Earlier today, David Corn at Mother Jones reported on a private meeting of the Mitch McConnell re-election campaign that focused on strategizing on how to defeat Ashley Judd if she jumped into the race.  The revelations weren’t particularly noteworthy, although Corn and MJ certainly seem to believe they were.  The McConnell team spitballed on attacks on Judd’s public remarks about Christianity and the way it “legitimizes and seals male power,” and her equally public description of her struggles with mental illness.  While the latter may have been an opportunity for a lot of backfire, none of this is terribly unusual, especially since the two examples that Corn highlights are subjects that Judd herself has made public in the first place.  Neither was actually used by the McConnell campaign during Judd’s brief flirtation with the Senate race.

However, the manner in which Corn discovered this may make a lot more news than rehashed episodes from Judd’s public discussions of her life and philosophy.  The McConnell campaign demanded an immediate FBI investigation into the tape recording of the meeting, claiming that it amounts to a wiretap of the campaign itself:

Mitch McConnell’s campaign has accused opponents of bugging McConnell’s headquarters and has asked for an FBI investigation after a recording from an internal campaign meeting surfaced on Mother Jones this morning.

The 12-minute tape reveals McConnell and his campaign staff lampooning then-potential candidate Ashley Judd, whom they call “a haystack of needles” or political liabilities, at a Feb. 2 meeting. Judd has since decided not to run.

“We’ve always said the Left will stop at nothing to attack Sen. McConnell, but Nixonian tactics to bug campaign headquarters is above and beyond,” McConnell campaign manager Jesse Benton said in a statement.

He added: “Senator McConnell’s campaign is working with the FBI and has notified the local U.S. Attorney in Louisville, per FBI request, about these recordings. Obviously a recording device of some kind was placed in Senator McConnell’s campaign office without consent.  By whom and how that was accomplished presumably will be the subject of a criminal investigation.”

Corn famously published the Mitt Romney “47 percent” tape, but that was a much different scenario.  While the fundraiser was invitation only, it took place in a public setting and was a political event.  Strategy sessions in campaign headquarters have a much higher expectation of privacy from recording devices.  Had Corn turned a source inside the room to recount what had taken place, that wouldn’t have any real legal implications.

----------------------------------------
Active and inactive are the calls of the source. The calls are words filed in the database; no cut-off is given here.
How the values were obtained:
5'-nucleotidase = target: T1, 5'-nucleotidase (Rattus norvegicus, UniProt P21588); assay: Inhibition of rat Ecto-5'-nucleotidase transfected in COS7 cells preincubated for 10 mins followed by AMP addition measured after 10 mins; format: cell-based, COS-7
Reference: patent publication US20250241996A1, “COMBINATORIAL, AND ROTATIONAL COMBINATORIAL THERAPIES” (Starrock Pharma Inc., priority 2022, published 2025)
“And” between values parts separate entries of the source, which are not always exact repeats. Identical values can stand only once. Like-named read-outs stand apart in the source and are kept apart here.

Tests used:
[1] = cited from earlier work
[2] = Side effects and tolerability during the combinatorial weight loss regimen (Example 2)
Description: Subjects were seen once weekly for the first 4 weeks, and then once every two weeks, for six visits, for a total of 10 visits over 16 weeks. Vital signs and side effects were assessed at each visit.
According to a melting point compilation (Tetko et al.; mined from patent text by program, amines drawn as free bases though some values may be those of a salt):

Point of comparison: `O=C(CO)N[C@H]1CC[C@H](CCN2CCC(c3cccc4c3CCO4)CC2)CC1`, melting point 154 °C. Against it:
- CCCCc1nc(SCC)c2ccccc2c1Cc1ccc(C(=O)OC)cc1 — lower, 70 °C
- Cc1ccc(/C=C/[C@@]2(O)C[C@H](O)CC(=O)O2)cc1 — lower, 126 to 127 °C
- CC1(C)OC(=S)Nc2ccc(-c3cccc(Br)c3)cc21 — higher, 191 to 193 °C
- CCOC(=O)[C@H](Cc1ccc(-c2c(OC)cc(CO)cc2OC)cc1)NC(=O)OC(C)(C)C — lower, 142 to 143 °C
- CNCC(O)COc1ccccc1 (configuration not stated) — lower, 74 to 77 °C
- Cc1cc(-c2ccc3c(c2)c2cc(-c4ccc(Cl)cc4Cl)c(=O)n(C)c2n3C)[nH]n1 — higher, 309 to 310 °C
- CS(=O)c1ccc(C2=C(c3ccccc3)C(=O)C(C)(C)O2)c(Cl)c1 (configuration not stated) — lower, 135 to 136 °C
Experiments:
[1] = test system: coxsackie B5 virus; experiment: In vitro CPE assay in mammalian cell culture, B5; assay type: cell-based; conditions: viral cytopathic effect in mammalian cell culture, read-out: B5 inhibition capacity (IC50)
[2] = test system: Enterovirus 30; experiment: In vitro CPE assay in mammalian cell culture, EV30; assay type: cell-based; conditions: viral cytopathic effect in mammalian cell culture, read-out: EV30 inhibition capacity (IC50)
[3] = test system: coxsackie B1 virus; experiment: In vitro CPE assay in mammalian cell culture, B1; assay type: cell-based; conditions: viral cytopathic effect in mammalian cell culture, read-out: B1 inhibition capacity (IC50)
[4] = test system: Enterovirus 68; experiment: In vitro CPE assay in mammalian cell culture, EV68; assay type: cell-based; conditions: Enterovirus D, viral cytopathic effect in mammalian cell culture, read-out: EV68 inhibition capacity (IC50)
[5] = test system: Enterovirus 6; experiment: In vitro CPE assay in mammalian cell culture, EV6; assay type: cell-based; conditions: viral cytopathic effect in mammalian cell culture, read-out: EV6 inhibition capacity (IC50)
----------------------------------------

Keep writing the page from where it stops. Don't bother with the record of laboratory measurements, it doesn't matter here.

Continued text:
Is this illegal, however? It depends on who did the recording.  If the person was a participant in the meeting and willingly gave it to Corn, then arguably … no.  Federal law (in general) allows for that kind of recording even in private conversation, and Kentucky is a single-person consent state for recordings. Under those circumstances, the recording participant wouldn’t have to alert any of the other parties to the recording.  If someone who wasn’t a participant recorded this (like the bartender in the “47 percent” tape), however, then it’s much different kettle of fish.

In other words, legal action hinges on the source.  If this proceeds, Corn may end up in the same position as Jana Winter, who actually reported on something of substance but has been largely ignored by her colleagues.  I wonder how many of them will rush to Corn’s defense if pressed to give up his source.  I’d bet it will be a lot more support than Winter received.

Oh, and the Washington Post’s evaluation of Corn’s “scoop” is short and sweet:

While the tape isn’t particularly flattering to the McConnell campaign, it seems like standard opposition research. The meeting’s leader plays clips of Judd speaking on issues like Christianity and her support for President Obama. Attendees point out — as other commentators had before them — that Judd’s liberal position on issues like the environment and abortion would likely not endear her to Kentucky voters.

This is going to be one of the most expensive yawners in recent memory for the media if the FBI pursues this investigation.

Update: Changed “secret” to “private” in first sentence. Campaign meetings aren’t clandestine. They’re just not public.

Update II: Daniel Halper’s sources tell him that “fewer than 10 people” were participating in the meeting, and that the likelihood of one of them being the source for the recording is “very, very slim.”  Halper also notes that state law forbids the planting of recording devices for eavesdropping, and that it’s a Class D felony.  That, however, assumes the recording wasn’t done by one of the 9 or fewer participants.

Update III: Count Chris Cillizza among those bemused by Corn’s “scoop”:

The political world is a-twitter over an audio tape obtained by Mother Jones of a private campaign meeting involving Kentucky Senator Mitch McConnell and his 2014 re-election staff in which the past public statements — and mental health — of his one-time potential opponent Ashley Judd is discussed.

The reality: This is much ado about not much. …

But, this — as any campaign operative will tell you — is the basic blocking and tackling of opposition research that every candidate does both against their potential opponents and against themselves.

The real scoop from the tape? Cillizza argues that it’s the lack of oppo ammunition against the presumed Democratic nominee Alison Lundergan Grimes.  Be sure to read it all.